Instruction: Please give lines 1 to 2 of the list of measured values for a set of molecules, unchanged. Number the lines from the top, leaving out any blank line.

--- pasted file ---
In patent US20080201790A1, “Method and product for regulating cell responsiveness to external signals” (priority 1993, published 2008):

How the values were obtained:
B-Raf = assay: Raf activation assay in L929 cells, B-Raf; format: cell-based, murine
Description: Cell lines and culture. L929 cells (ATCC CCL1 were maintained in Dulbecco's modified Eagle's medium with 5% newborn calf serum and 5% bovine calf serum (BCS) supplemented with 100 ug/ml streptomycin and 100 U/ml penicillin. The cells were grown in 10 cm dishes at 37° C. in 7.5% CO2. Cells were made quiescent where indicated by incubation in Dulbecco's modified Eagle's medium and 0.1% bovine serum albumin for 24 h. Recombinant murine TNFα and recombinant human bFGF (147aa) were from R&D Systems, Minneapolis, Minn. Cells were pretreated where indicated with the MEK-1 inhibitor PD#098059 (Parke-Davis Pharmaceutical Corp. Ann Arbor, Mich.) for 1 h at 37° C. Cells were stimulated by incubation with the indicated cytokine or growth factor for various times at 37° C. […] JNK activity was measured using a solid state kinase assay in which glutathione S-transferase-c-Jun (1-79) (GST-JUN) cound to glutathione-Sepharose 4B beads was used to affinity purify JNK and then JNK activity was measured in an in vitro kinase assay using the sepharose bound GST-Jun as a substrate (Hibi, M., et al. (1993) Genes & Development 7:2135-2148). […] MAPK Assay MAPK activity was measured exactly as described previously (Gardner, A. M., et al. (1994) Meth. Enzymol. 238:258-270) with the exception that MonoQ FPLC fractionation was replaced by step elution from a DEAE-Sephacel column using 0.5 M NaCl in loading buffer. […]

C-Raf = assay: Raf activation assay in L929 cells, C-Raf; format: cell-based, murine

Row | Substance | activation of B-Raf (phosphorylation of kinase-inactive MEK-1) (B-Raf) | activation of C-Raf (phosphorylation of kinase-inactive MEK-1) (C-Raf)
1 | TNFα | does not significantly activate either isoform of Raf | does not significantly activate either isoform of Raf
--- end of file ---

In patent US20080201790A1, “Method and product for regulating cell responsiveness to external signals” (priority 1993, published 2008):

How the values were obtained: